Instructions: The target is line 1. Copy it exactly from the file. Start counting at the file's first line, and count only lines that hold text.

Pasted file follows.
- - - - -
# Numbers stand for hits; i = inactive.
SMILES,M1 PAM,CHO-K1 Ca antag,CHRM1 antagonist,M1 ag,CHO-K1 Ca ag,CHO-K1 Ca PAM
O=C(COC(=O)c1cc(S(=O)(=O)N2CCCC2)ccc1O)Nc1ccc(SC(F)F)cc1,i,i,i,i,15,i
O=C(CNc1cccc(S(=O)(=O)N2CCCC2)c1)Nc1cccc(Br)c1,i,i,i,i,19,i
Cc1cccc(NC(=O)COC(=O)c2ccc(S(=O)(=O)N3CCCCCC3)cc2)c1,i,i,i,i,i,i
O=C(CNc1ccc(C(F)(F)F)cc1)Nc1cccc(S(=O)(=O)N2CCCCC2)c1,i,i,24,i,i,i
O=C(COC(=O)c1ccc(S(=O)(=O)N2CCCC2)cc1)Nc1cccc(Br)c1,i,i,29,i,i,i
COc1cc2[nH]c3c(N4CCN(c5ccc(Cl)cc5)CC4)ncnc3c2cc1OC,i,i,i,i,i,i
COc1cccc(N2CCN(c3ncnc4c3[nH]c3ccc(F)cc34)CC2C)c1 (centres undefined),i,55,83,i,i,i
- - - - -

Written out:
# Numbers stand for hits; i = inactive.